Lagoonal invertebrates

A range of invertebrates are found within saline lagoons in the UK including a number that are specialised to the habitat. Of these specialist lagoonal invertebrates, the small amount of information found on potential sensitivity to changes in water quality of concerns the starlet sea anemone Nematostella vectensis.

The starlet sea anemone Nematostella vectensis is a small edwardsiid anemone found in sheltered brackish habitats on the Atlantic and Pacific coasts of North America and on the south and east coasts of England. It is plentiful throughout its range in North America, but is considered vulnerable to extinction through habitat loss in England, where its distribution is restricted to brackish and saline ponds or lagoons. At present there is insufficient data to permit informed management of populations of the species and its habitat. It is found in shallow waters on fine sands and muddy sediments with shingle, where the mud has a high organic content. It occurs in shallow brackish waters, with low near-bottom flow rates, and where freshwater inputs are relatively low and regular seawater inflows occur. It is tolerant of conditions where the sediment surface may become anoxic, but where water column oxygen concentration remains high, as it can climb onto macrophytes (such as Chaetomorpha and Ruppia spp.) into oxygenated water. Salinity at the sites in England where it is found varies from 2-42 ppt, with the largest populations found where salinity varies between 16-36 ppt. Nematostella vectensis is eurythermal (-1EC to 28EC). It feeds on juvenile molluscs (Hydrobia and Littorina) and chironomid larvae, as well as ostracods and copepods. Populations at sites studied on the south coast of England reach their highest densities at the end of the year, falling in late winter back to previous spring/summer levels of abundance. These populations have been found to consist entirely of females reproducing asexually (Sheader et al 1997). No information is available on effects of nutrients on Nematostella vectensis.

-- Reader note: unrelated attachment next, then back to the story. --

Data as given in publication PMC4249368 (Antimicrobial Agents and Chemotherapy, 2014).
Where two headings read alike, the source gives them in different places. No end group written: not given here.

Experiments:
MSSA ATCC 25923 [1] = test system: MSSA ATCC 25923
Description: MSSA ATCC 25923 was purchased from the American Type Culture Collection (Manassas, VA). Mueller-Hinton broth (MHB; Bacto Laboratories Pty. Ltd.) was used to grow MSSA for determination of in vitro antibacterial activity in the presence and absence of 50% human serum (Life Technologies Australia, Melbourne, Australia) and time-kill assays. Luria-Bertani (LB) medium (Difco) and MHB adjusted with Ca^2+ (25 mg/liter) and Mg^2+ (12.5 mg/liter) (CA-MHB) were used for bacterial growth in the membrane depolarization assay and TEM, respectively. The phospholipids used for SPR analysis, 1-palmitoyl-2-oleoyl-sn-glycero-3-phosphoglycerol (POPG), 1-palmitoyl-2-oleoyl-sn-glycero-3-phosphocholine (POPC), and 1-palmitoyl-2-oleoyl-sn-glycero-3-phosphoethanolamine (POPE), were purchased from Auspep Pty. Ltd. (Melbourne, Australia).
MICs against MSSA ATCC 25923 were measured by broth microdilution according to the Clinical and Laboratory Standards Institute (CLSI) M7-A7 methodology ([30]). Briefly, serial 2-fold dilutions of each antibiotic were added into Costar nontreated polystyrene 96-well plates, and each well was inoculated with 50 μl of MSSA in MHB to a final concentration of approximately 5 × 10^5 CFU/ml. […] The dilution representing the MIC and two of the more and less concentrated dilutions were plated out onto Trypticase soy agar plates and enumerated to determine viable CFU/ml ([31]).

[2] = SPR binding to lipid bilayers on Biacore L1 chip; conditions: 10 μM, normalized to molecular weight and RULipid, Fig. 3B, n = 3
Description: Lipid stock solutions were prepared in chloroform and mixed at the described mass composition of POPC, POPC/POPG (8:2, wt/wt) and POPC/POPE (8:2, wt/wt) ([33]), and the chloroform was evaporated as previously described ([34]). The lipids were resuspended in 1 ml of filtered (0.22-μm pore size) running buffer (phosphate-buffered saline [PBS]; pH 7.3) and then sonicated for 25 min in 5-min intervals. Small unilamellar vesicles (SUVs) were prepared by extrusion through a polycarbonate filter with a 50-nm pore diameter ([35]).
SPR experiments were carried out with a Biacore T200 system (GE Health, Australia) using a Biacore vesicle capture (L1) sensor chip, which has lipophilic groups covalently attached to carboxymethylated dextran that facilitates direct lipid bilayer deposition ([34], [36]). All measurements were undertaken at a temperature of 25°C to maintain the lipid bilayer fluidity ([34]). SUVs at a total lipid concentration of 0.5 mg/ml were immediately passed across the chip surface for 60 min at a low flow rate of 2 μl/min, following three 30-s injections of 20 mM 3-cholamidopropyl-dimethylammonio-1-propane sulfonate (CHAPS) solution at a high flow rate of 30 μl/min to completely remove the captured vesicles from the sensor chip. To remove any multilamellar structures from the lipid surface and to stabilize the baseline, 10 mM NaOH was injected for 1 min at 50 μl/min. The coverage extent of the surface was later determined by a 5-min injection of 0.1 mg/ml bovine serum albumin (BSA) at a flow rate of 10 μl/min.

No information was found concerning the sensitivity to changes in water quality of other specialist lagoonal species such as the polychaete Armandia cirrhosa or the amphipod Gammarus insensibilis. There is also a paucity of studies from saline lagoons of impacts on other invertebrates. However, a number of invertebrate species found in lagoons either occur in estuaries (or indeed are more characteristically estuarine), e.g. the surface feeding spionid worm Streblospio shrubsolii, or form species pairs with estuarine species, e.g. lagoonal cockle Cardium glaucum (cf the closely related common cockle Cardium edule). Observations from estuaries therefore provide an indication of likely effects within saline lagoons. For example, Scott et al (1999) provide an overview of impacts on benthic communities from nutrient enrichment (and/or organic enrichment as the effects of the two are often difficult to separate). Invertebrates are impacted by elevated nutrients particularly through oxygen depletion in the water column and sediments as a result of excessive benthic and planktonic algal growth and decay. Invertebrates may also be impacted by smothering of the sediment by macroalgal mats, as observed in the Ythan estuary where both Corophium and Cardium were affected (Raffaelli et al 1989). Different taxonomic groups appear to exhibit different sensitivity to hypoxia, ie in order of increasing sensitivity from polycheates to molluscs/bivalves to echinoderms and crustaceans (Scott et al 1999).

Studies on the sensitivity of seagrass Zostera to oil pollution referred to above (see Davison and Hughes 1998) highlighted that the associated fauna, including epiphytic grazers, seem to suffer more damage than the eelgrass itself.

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